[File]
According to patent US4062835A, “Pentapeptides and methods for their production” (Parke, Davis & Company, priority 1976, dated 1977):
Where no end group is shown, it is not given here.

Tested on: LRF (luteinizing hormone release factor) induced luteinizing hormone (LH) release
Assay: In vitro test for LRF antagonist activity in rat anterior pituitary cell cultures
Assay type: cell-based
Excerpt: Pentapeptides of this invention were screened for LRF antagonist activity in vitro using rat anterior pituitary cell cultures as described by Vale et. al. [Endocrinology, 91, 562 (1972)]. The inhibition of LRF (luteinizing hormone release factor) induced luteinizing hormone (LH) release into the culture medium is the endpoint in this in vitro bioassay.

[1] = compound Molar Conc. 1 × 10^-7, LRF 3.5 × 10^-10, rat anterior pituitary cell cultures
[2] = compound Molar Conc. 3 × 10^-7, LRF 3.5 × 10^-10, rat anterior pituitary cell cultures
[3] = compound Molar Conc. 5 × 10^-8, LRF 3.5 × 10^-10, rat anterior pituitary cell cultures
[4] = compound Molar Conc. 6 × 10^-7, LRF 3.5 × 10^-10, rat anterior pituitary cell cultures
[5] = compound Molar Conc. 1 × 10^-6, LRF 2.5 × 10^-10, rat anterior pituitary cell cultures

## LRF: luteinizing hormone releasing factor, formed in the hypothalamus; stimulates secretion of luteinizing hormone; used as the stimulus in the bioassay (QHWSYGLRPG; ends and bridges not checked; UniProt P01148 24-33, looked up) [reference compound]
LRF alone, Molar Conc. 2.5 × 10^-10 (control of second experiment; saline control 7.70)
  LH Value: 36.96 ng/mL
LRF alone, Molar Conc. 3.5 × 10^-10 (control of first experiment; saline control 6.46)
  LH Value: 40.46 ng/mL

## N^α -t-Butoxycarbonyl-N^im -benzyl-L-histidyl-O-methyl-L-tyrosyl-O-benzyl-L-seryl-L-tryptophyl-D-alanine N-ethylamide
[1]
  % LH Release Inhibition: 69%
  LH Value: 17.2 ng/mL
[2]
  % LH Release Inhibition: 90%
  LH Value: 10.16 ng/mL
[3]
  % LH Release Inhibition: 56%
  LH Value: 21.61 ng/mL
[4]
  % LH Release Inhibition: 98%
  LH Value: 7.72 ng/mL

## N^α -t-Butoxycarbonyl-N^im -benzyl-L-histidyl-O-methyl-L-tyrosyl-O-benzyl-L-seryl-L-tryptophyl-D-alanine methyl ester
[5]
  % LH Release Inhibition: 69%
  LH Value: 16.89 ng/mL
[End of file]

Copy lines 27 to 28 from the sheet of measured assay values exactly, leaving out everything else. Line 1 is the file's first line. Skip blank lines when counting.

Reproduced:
[4]
  % LH Release Inhibition: 98%